Dentists say they've been treating more stress-related oral health issues.
In a survey by the Health Policy Institute and American Dental Association, dentists reported a 71% increase in teeth grinding and clenching, a 63% increase in chipped or cracked teeth and a 62% increase in those experiencing joint disorder symptoms, which include jaw pain and headaches.
"It's a way for the body to fight stress, a little bit, and it is not unusual. We've known it for many, many years that stress can provoke patients into going into a grinding or clenching habit," said Dr. Leila Jahangiri, a professor of prosthodontics at New York University.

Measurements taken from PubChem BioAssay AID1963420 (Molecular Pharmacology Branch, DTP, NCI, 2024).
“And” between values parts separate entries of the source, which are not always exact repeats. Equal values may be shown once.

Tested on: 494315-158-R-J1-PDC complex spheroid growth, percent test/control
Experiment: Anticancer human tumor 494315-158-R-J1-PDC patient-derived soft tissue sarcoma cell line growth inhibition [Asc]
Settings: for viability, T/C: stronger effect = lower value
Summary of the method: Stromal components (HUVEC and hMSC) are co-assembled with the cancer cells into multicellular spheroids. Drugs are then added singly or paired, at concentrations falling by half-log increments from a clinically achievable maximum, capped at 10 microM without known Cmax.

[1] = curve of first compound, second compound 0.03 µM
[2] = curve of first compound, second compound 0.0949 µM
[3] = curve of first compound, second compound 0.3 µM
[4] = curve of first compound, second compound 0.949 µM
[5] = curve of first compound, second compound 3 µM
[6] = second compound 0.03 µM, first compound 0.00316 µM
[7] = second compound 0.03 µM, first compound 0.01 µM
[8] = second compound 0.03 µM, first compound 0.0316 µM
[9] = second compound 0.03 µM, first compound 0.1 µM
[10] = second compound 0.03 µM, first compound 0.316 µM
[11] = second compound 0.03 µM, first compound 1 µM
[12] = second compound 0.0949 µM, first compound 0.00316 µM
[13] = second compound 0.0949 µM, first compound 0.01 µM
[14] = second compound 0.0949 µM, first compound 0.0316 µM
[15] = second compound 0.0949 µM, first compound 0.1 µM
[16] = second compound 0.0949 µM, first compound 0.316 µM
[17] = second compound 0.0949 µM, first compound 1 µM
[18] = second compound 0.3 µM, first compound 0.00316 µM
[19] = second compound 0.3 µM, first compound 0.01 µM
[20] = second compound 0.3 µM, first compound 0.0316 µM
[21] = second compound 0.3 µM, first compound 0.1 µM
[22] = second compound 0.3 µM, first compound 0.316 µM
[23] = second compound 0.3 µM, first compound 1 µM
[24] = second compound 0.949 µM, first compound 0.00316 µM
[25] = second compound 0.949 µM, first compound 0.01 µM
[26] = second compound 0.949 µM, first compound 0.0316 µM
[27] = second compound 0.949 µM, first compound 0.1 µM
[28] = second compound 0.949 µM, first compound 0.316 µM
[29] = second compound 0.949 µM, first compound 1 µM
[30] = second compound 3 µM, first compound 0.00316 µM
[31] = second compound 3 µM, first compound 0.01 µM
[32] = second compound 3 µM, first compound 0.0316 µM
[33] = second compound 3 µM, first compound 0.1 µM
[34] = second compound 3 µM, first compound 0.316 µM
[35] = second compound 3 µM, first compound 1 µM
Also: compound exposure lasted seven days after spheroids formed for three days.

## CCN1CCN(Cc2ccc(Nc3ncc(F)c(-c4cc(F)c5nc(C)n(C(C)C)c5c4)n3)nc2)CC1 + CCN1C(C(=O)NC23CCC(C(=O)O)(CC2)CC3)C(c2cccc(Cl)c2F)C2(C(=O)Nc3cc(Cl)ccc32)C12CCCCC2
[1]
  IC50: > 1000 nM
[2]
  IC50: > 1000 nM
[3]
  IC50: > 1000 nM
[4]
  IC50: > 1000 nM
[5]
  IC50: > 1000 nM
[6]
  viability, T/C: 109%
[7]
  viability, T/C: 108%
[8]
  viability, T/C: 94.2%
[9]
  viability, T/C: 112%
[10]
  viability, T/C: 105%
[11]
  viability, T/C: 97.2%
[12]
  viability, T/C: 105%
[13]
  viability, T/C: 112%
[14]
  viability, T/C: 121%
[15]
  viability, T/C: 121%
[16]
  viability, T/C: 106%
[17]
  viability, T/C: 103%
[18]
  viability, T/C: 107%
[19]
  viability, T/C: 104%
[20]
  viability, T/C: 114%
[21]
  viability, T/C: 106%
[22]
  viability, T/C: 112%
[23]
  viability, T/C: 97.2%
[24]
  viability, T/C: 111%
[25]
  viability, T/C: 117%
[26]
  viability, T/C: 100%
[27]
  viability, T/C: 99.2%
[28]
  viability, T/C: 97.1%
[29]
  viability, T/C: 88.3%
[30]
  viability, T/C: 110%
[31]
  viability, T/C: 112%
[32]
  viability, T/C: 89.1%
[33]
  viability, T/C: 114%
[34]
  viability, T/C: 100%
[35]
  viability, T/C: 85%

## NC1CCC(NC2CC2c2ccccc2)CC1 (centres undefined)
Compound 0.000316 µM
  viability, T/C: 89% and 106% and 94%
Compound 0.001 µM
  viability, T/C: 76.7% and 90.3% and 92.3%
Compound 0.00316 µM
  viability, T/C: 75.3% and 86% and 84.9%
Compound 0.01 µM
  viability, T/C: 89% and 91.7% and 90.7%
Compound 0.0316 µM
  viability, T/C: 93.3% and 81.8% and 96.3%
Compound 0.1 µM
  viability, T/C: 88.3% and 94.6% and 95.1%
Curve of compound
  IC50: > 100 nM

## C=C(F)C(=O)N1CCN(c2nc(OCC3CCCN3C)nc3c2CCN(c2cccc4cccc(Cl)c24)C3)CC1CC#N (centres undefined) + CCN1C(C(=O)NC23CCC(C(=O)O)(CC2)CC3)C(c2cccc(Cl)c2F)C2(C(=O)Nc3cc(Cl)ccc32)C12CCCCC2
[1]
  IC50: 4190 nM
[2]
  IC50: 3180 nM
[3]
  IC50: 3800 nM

Jahangiri said these issues could be more common in the pandemic because of stress, but also because patients may have delayed visits. She said while patients may not notice signs of grinding or clenching, there may be some indicators patients can watch for.
"Some of the common signs are headaches, sometimes they're neck aches," she said.
"In more severe situations, patients can get jaw aches," Jahangiri added. She said these habits can prompt mobility of teeth and lead to shifting.
This story was originally published by Newsy.